Global Markets: Majority of Canadians believe there’s a pipeline crisis says poll

By Commodity News Services Canada

WINNIPEG, Jan. 16 (CNS Canada) – The following is a glance at the news moving markets in Canada and globally.

– An opinion poll by the Angus Reid Institute found 58 per cent of the 4,024 Canadians polled believe the country has a pipeline capacity crisis. The inability to move crude oil by pipeline is one of the factors troubling Canada’s oil industry. The highest results were in Alberta with 87 per cent of those polled believing there is a crisis, along with significant majorities of those polled in Saskatchewan, Ontario, Manitoba and the Atlantic provinces. Of the Quebecers polled, only 40 per cent agreed there is a pipeline crisis. Also in the poll, about two-thirds said Canada’s oil and gas industry were most critical to the country’s economy.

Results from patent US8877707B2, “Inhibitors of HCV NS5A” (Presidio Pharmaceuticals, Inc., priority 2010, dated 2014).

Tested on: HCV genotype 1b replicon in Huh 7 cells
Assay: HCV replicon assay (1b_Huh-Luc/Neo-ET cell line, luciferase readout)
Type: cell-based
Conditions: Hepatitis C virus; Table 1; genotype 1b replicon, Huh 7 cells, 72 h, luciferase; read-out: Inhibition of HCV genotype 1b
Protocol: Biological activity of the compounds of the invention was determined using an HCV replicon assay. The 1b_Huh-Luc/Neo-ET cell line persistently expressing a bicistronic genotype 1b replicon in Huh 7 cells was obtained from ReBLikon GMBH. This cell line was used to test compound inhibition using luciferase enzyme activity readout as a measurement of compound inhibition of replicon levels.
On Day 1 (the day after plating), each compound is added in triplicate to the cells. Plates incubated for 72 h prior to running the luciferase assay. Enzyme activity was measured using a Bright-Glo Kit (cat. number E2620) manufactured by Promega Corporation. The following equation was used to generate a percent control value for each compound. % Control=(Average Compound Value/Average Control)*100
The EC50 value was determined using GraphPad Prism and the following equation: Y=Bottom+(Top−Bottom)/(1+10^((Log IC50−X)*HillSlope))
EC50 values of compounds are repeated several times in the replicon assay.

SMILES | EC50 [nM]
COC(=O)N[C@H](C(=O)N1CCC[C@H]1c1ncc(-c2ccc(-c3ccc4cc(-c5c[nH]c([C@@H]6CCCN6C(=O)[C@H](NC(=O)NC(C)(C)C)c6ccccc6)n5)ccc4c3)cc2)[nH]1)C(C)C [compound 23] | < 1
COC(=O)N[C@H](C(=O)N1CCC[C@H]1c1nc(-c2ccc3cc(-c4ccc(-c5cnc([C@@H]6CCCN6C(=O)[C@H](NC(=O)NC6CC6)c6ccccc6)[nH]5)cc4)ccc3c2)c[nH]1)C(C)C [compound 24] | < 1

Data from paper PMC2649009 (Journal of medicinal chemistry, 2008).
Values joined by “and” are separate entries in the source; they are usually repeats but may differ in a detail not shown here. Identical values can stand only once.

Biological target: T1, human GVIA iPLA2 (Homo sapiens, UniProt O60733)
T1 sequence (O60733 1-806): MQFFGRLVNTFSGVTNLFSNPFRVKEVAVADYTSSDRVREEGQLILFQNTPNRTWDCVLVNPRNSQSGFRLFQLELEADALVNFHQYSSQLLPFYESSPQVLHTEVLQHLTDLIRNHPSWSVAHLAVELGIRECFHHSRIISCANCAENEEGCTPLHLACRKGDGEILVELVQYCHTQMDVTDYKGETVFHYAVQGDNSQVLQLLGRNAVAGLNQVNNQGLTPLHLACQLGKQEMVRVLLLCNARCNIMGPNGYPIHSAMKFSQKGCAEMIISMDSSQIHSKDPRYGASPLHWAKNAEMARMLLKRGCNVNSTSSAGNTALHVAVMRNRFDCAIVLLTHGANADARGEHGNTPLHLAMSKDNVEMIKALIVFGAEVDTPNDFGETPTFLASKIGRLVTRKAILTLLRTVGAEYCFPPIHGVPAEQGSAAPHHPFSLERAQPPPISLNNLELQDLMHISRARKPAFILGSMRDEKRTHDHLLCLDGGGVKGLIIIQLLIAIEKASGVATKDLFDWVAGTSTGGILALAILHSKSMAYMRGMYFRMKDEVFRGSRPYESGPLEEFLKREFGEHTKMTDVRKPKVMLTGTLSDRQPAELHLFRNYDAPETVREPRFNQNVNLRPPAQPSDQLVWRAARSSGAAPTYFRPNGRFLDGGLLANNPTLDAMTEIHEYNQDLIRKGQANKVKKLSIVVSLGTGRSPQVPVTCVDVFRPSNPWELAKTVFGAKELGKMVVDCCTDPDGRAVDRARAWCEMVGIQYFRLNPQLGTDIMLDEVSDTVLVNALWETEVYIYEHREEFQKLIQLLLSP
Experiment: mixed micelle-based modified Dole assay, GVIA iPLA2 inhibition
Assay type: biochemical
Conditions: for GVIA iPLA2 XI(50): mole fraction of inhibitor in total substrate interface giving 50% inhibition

– Members of Parliament in the United Kingdom will return to the House of Commons on Wednesday to decide the fate of Prime Minister Theresa May’s Conservative government. On Tuesday, May’s Brexit deal suffered a serious blow when MP’s voted it down 432 to 200, which included 118 Conservative MP’s voting against the deal. Shortly after the results of the vote were announced, Labour leader Jeremy Corbyn moved a motion of no confidence. Expectations are May’s government should survive the no confidence motion. If not, the U.K. could face a general election.

– Tens of thousands of federal employees in the United States have been ordered back to work Wednesday, albeit for no pay, as the partial shutdown of the U.S. government goes into day 26. Ordered to return to work by U.S. President Donald Trump, the employees include those who issue tax refunds, monitor food safety, inspect airplanes and facilitate the sale of offshore drilling rights.

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